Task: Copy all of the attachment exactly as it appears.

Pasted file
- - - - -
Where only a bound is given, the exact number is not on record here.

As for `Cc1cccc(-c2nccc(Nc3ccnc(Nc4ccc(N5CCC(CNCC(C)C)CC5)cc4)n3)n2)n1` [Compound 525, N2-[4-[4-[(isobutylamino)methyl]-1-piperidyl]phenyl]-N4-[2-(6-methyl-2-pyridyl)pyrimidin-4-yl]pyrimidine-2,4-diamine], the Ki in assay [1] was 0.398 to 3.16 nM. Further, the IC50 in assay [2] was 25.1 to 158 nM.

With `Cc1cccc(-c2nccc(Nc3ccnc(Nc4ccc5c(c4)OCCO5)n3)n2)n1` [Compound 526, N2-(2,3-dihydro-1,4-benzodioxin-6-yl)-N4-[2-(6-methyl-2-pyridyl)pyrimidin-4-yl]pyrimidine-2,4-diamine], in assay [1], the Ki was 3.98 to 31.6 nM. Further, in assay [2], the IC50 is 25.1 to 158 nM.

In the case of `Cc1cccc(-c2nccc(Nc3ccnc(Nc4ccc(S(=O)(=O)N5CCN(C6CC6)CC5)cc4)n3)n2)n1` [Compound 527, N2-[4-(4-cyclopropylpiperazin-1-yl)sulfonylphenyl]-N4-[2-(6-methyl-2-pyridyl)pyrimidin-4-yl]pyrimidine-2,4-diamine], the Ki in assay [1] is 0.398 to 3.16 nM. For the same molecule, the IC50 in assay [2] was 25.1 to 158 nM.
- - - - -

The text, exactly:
Where only a bound is given, the exact number is not on record here.

As for `Cc1cccc(-c2nccc(Nc3ccnc(Nc4ccc(N5CCC(CNCC(C)C)CC5)cc4)n3)n2)n1` [Compound 525, N2-[4-[4-[(isobutylamino)methyl]-1-piperidyl]phenyl]-N4-[2-(6-methyl-2-pyridyl)pyrimidin-4-yl]pyrimidine-2,4-diamine], the Ki in assay [1] was 0.398 to 3.16 nM. Further, the IC50 in assay [2] was 25.1 to 158 nM.

With `Cc1cccc(-c2nccc(Nc3ccnc(Nc4ccc5c(c4)OCCO5)n3)n2)n1` [Compound 526, N2-(2,3-dihydro-1,4-benzodioxin-6-yl)-N4-[2-(6-methyl-2-pyridyl)pyrimidin-4-yl]pyrimidine-2,4-diamine], in assay [1], the Ki was 3.98 to 31.6 nM. Further, in assay [2], the IC50 is 25.1 to 158 nM.

In the case of `Cc1cccc(-c2nccc(Nc3ccnc(Nc4ccc(S(=O)(=O)N5CCN(C6CC6)CC5)cc4)n3)n2)n1` [Compound 527, N2-[4-(4-cyclopropylpiperazin-1-yl)sulfonylphenyl]-N4-[2-(6-methyl-2-pyridyl)pyrimidin-4-yl]pyrimidine-2,4-diamine], the Ki in assay [1] is 0.398 to 3.16 nM. For the same molecule, the IC50 in assay [2] was 25.1 to 158 nM.